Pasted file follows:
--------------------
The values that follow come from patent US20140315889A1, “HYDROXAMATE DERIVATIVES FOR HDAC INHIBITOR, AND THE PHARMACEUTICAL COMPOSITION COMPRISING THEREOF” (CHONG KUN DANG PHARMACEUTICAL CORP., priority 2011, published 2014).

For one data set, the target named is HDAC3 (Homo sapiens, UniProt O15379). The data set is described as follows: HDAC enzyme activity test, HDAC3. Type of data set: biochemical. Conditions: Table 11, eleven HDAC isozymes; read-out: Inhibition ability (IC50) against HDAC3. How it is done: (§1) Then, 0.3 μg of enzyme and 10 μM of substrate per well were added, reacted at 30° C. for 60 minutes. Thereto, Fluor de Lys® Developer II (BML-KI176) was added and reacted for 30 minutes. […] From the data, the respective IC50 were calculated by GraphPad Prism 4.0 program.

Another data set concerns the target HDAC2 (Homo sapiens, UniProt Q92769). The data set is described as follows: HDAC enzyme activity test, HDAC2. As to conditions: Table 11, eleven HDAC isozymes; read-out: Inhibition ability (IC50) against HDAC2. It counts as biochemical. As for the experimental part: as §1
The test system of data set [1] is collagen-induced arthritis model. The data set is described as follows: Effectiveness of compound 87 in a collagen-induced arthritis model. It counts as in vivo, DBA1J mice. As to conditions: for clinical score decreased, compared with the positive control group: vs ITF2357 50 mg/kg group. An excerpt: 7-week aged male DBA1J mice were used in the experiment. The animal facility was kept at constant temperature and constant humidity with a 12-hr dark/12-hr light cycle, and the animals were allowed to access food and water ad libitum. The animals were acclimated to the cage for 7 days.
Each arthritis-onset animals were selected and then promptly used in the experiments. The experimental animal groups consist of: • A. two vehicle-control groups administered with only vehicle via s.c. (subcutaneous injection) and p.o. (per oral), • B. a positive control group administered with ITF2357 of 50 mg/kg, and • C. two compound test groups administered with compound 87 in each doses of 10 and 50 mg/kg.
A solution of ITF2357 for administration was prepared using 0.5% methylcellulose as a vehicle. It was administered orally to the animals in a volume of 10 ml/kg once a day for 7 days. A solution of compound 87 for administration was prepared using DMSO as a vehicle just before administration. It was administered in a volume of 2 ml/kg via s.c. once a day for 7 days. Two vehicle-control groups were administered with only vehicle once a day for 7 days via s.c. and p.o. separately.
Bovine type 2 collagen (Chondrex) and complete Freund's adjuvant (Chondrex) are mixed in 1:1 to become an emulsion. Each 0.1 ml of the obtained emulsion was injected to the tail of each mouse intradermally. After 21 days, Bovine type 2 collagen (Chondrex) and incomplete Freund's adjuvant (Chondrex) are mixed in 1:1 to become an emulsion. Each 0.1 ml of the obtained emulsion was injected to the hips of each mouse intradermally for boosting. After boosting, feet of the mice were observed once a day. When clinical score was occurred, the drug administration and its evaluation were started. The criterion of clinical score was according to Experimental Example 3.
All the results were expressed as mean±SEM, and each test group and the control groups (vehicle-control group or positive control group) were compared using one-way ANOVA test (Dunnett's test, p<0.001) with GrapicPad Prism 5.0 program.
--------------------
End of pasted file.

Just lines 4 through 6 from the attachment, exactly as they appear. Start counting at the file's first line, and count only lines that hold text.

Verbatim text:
The test system of data set [1] is collagen-induced arthritis model. The data set is described as follows: Effectiveness of compound 87 in a collagen-induced arthritis model. It counts as in vivo, DBA1J mice. As to conditions: for clinical score decreased, compared with the positive control group: vs ITF2357 50 mg/kg group. An excerpt: 7-week aged male DBA1J mice were used in the experiment. The animal facility was kept at constant temperature and constant humidity with a 12-hr dark/12-hr light cycle, and the animals were allowed to access food and water ad libitum. The animals were acclimated to the cage for 7 days.
Each arthritis-onset animals were selected and then promptly used in the experiments. The experimental animal groups consist of: • A. two vehicle-control groups administered with only vehicle via s.c. (subcutaneous injection) and p.o. (per oral), • B. a positive control group administered with ITF2357 of 50 mg/kg, and • C. two compound test groups administered with compound 87 in each doses of 10 and 50 mg/kg.
A solution of ITF2357 for administration was prepared using 0.5% methylcellulose as a vehicle. It was administered orally to the animals in a volume of 10 ml/kg once a day for 7 days. A solution of compound 87 for administration was prepared using DMSO as a vehicle just before administration. It was administered in a volume of 2 ml/kg via s.c. once a day for 7 days. Two vehicle-control groups were administered with only vehicle once a day for 7 days via s.c. and p.o. separately.